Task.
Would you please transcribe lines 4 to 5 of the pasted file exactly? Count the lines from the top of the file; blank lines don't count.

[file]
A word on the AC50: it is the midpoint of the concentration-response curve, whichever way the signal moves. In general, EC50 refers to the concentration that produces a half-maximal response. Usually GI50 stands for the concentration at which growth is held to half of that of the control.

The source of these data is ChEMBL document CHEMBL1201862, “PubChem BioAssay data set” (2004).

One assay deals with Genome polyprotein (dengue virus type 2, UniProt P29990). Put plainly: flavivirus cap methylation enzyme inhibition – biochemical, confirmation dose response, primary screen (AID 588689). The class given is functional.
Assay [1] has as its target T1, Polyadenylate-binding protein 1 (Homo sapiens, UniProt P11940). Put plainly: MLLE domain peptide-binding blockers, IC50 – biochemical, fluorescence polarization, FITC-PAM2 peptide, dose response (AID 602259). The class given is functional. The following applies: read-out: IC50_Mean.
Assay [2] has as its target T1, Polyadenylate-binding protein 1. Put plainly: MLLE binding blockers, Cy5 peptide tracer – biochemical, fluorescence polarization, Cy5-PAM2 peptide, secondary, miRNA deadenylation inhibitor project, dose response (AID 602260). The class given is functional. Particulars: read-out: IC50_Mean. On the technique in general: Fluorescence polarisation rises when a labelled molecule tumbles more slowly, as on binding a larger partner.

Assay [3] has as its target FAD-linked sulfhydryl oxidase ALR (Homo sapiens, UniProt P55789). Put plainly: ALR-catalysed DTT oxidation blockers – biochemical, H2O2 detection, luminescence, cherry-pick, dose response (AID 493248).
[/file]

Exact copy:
Assay [1] has as its target T1, Polyadenylate-binding protein 1 (Homo sapiens, UniProt P11940). Put plainly: MLLE domain peptide-binding blockers, IC50 – biochemical, fluorescence polarization, FITC-PAM2 peptide, dose response (AID 602259). The class given is functional. The following applies: read-out: IC50_Mean.
Assay [2] has as its target T1, Polyadenylate-binding protein 1. Put plainly: MLLE binding blockers, Cy5 peptide tracer – biochemical, fluorescence polarization, Cy5-PAM2 peptide, secondary, miRNA deadenylation inhibitor project, dose response (AID 602260). The class given is functional. Particulars: read-out: IC50_Mean. On the technique in general: Fluorescence polarisation rises when a labelled molecule tumbles more slowly, as on binding a larger partner.